What the doctors failed to tell me was that diabetes is just a part of a multi endocrine system problem for a lot of people. For me diabetes, polycsyctic ovary diseases, goiters, bone spurs, adhesive capsulitis, trigger finger, repeated root canals, they were all part of general endocrine system problems that were ignored because of the diagnosis of diabetes. It took years before I found the related literature that linked all of my complaints together. A dentist dealt with my tooth issues; a gynecologist, my ovaries. A thyroid specialist choked me periodically and an endocrinologist monitored the progress of my diabetes. I was sent to a podiatrist for my broken foot bones and an orthopedist for my weird lumps in my hands. I got physical therapy for my frozen shoulders and electrolysis for my unwanted hair.
Finally, a nutritionist tested my hair and found that I had a mineral imbalance and suggested taking 4,000 units of Vitamin D, calcium, magnesium and a small dose of chromium. My skin improved, I haven't had a broken tooth in a few years and most of the mobility has returned to my shoulders. After all this time, doctors don't understand diet. And if each of your body parts are treated individually you will never see the whole picture.
Never stop asking questions,
never stop looking for the answers.
I dislike diabetes,have had it for 30 years ans thngs were fine.Now it is really getting me, neuropathy has made it very hard to walk,right now all of a sudden my blood sugars are high even if I don't eat they get worse.Been working for three weeks to control them, my a1c has been 6.5 to 6.8 for years and now it 8.7. Been very strick in control and changed my insulin but nothing helps.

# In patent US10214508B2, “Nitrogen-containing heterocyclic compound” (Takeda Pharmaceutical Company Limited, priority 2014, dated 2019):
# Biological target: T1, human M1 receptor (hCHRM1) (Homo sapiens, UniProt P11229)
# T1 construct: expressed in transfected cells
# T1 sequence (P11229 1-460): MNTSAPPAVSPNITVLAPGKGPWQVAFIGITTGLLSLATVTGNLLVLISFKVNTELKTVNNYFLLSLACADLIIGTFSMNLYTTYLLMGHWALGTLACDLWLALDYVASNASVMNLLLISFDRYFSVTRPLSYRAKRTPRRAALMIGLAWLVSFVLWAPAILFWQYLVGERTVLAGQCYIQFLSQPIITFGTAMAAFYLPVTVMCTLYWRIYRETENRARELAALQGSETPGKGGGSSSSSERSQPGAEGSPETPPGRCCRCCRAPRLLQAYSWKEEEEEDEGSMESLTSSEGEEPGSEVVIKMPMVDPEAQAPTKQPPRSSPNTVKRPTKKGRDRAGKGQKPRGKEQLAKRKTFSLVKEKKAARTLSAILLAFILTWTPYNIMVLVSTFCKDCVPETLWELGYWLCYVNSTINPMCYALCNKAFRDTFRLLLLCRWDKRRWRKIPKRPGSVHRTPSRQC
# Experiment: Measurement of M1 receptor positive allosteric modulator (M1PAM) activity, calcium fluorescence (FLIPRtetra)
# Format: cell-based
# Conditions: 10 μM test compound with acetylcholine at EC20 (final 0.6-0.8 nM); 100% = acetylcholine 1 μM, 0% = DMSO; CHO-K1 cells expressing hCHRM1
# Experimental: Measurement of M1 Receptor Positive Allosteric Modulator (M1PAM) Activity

The most discouraging words I have heard were from a doctor of endocrinology. He told me that being diabetic was a downward sprial the rest of my life and he bet I would be on insulin within a few months. My regular endocrinologist, a very understanding woman, is excellent. My A1C is 6, I have no problems with kidneys, eyes or neuropathy and she is very encouraging. I am on oral medication. My BS was 93 this morning.
I love my diabetic!!! It really confuses both of us, that when I make a meal that should be wonderful for his blood sugars and they are sky the next morning. Then the next night I make something with potatoes and his sugars are wonderful the next day. Diabetes is really a weird disease.
hi i am having symtoms of hypos with bsls of 4.4 to 4.7.i am diet controlled and seem to hav to eat a lot to stop symtoms has anyone heard of hypos at these readings
I dislike the food police. I am the one in charge of my diet and I follow my doctor's recommendations. If I decide to eat something, that's no one's problem but mine.